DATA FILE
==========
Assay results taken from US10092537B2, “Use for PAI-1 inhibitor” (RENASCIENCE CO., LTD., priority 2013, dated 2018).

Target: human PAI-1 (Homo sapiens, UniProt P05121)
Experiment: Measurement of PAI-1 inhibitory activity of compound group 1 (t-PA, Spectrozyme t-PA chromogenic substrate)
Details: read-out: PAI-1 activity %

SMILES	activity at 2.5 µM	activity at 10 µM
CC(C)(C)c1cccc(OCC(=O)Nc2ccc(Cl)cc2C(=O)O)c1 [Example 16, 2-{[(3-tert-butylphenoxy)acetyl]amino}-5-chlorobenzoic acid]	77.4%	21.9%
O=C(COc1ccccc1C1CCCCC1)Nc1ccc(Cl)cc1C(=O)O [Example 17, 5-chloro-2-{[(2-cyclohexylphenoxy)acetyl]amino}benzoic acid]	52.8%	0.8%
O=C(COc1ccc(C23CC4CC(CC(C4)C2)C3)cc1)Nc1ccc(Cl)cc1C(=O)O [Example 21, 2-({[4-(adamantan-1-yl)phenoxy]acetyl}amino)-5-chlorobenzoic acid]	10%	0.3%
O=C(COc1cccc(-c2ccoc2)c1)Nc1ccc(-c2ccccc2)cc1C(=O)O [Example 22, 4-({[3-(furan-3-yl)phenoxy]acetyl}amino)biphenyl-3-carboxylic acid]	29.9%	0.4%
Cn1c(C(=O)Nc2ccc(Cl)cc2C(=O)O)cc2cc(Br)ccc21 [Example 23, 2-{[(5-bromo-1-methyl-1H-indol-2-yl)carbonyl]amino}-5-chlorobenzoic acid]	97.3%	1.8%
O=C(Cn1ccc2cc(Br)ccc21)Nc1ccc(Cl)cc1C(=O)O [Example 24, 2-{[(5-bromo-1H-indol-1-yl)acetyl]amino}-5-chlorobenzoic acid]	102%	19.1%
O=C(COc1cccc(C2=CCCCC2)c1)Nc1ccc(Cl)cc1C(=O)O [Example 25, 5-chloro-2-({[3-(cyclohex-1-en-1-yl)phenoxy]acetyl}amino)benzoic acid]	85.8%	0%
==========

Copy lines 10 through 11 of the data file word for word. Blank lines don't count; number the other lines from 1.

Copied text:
Cn1c(C(=O)Nc2ccc(Cl)cc2C(=O)O)cc2cc(Br)ccc21 [Example 23, 2-{[(5-bromo-1-methyl-1H-indol-2-yl)carbonyl]amino}-5-chlorobenzoic acid]	97.3%	1.8%
O=C(Cn1ccc2cc(Br)ccc21)Nc1ccc(Cl)cc1C(=O)O [Example 24, 2-{[(5-bromo-1H-indol-1-yl)acetyl]amino}-5-chlorobenzoic acid]	102%	19.1%